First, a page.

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Story by: (AuSenior Airman Christopher S Muncythor Name) - 106th Rescue Wing Public Affairs
Dated: Thu, Mar 6, 2014
FS GABRESKI AIR NATIONAL GUARD BASE, Westhampton Beach, NY--- New York Air National Guard pararescuemen and Combat Rescue Officers of the 106th Rescue Wing’s 103rd Rescue Squadron tested their emergency medical skills with real-world scenarios that modeled what they would see on the battlefield or in a crash.
The Feb. 27 training sent the pararescuemen, known as PJs, and the Combat Rescue Officers, dubbed CROS for short, rotating through various trauma and medical scenarios, replicating the types of injuries and illnesses often seen on the battlefield, or in rescue settings.
“The courses offered here are a requirement for paramedic and Pararescue recertification,” Major Glyn Weir, a Combat Rescue Officer said. “It’s being put together by Lt Col. Stephen Rush, a doctor who has been appointed the Air Force Pararescue Medical Director. “
PJs and CROs moved from one scenario to another, treating patients with simulated combat wounds and complex injuries.
“We’re slowing things down a bit,” Weir explained. “We’re training for perfection through repetition. No matter how stressful the situation may be when we are on the battlefield, treatment and diagnosis become automatic when it is ingrained. We are repeating it and reinforcing it so that it becomes muscle memory,” he said.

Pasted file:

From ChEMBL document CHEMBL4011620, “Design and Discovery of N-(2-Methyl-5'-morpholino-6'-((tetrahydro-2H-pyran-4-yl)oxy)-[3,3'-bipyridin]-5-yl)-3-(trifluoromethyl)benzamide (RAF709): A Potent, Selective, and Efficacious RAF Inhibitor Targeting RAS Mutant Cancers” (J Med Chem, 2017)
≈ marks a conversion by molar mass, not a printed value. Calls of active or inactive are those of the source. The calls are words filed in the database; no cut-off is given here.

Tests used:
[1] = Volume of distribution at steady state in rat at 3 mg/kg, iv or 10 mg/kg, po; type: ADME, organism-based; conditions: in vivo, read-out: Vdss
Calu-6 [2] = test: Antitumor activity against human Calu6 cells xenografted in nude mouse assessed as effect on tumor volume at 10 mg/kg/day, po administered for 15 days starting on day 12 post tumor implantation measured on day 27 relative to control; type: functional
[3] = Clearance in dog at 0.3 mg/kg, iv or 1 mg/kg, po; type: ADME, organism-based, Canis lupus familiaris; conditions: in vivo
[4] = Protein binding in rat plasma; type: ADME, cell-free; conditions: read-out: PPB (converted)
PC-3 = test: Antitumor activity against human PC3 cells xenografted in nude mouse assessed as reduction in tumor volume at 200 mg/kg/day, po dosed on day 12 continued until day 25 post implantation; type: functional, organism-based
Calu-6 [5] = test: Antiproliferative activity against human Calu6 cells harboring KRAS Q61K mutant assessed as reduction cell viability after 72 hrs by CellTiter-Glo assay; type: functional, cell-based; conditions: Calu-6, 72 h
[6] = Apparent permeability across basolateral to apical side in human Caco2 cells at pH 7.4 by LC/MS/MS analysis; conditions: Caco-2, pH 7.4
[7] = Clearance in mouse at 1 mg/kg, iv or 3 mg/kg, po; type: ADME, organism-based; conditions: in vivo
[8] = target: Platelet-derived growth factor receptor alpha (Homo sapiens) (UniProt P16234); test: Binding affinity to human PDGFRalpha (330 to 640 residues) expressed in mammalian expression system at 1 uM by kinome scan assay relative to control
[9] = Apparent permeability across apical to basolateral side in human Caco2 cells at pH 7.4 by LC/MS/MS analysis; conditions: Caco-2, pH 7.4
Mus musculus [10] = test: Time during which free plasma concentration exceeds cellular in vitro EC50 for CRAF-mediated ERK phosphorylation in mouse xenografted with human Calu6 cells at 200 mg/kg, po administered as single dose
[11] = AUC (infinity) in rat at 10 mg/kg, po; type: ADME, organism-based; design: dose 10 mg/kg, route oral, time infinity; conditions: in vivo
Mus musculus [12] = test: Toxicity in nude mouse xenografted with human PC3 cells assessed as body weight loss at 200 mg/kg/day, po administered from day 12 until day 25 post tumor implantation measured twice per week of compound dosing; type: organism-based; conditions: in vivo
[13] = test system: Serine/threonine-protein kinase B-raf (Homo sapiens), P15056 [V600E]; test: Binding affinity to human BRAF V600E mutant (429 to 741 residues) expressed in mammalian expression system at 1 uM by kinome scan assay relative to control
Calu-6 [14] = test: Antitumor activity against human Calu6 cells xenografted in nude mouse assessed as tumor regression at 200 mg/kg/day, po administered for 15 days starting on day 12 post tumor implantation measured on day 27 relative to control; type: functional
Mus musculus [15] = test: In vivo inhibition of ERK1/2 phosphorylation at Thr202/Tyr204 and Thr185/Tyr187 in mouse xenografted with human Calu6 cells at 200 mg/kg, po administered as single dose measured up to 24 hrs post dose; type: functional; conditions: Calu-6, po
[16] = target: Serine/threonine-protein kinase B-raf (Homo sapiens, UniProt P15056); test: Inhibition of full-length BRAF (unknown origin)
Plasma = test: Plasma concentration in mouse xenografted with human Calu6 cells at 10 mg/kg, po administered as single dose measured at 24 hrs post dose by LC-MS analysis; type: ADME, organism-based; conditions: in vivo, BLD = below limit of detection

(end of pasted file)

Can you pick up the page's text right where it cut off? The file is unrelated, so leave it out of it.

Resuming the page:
“The thing about this training as opposed to what we do in a civilian paramedic course, is that it’s operationally focused, but still meets the requirements of the National Registry for these men to have their full Paramedic Certification, “ Rush explained.
Instead of using pure civilian motor vehicle accident protocols, the training concentrates on problems like blast trauma and gunshot wounds.
By accomplishing this training “in house,” the 103rd was able to save a significant amount of money that can later be applied to other types of training that complement the course.
Keeping it local also allows the 103rd to take advantage of local facilities like North Shore LIJ, which has offered use of their Patient Safety Institute.
“North Shore LIJ has hundreds of thousands of dollars in equipment that we’ve been able to use,” Doctor Rush said
“We’ve had access to simulation rooms with the most sophisticated mannequins and two way mirrors and microphones, as well as the cadaver lab, which is a surgical skills laboratory. PJs can learn invasive battlefield procedures on human anatomy,” he said.
“We also benefit from their professional faculty interacting with and teaching the men. For example, that we have a real-world heart and thoracic surgeon actually showing the techniques to them, and watching the PJs to make sure they’re doing it right.”
“The things that we do when we practice are the actual procedures and protocols that the PJs execute in theater. Most important, the first time they are doing these procedures is in a controlled environment with direct medical supervision, not on the battlefield with a young man or woman where he have [only] one opportunity to get it exactly right. So we know we’re sending them into the worst circumstances to do the best job they can to save our soldiers, sailors, airmen and Marines,” Rush said.
In addition to the 103rd Rescue Squadron’s participation, Pararescuemen from the Field Training Unit in Arizona and a Flight Surgeon from the 38th Rescue Squadron at Moody Air Force Base took part.
The PJs from 38th Rescue Squadron and Field Training Unit will be bringing the training they receive here back to their units, Weir said.
“They’re getting a lot of hands on training from Doc Rush, who is really pushing to streamline the process and standardize medical care throughout the pararescue community,” he said.